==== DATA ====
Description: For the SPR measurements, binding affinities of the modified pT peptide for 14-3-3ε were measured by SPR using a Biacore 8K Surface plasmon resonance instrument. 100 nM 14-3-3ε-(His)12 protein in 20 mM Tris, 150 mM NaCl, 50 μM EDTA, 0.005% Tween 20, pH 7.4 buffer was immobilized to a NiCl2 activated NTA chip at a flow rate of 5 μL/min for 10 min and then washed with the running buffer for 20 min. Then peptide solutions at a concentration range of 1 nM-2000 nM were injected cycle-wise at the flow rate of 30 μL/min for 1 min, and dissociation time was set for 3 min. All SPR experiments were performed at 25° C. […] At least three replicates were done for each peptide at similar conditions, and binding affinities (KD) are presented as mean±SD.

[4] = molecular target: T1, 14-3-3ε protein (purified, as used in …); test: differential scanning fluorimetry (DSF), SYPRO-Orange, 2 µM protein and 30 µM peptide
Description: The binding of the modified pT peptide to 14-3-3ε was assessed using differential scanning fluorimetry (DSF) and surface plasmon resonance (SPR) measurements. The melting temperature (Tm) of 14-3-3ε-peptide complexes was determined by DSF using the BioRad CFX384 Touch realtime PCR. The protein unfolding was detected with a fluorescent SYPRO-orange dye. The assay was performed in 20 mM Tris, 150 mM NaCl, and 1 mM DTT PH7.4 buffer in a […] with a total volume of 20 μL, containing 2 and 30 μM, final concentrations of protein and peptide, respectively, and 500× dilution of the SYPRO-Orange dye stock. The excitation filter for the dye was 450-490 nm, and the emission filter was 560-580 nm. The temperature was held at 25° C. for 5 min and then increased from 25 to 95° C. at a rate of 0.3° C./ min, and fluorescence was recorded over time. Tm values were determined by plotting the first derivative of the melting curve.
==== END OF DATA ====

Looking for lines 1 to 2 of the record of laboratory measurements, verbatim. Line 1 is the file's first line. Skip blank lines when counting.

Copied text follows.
Description: For the SPR measurements, binding affinities of the modified pT peptide for 14-3-3ε were measured by SPR using a Biacore 8K Surface plasmon resonance instrument. 100 nM 14-3-3ε-(His)12 protein in 20 mM Tris, 150 mM NaCl, 50 μM EDTA, 0.005% Tween 20, pH 7.4 buffer was immobilized to a NiCl2 activated NTA chip at a flow rate of 5 μL/min for 10 min and then washed with the running buffer for 20 min. Then peptide solutions at a concentration range of 1 nM-2000 nM were injected cycle-wise at the flow rate of 30 μL/min for 1 min, and dissociation time was set for 3 min. All SPR experiments were performed at 25° C. […] At least three replicates were done for each peptide at similar conditions, and binding affinities (KD) are presented as mean±SD.

[4] = molecular target: T1, 14-3-3ε protein (purified, as used in …); test: differential scanning fluorimetry (DSF), SYPRO-Orange, 2 µM protein and 30 µM peptide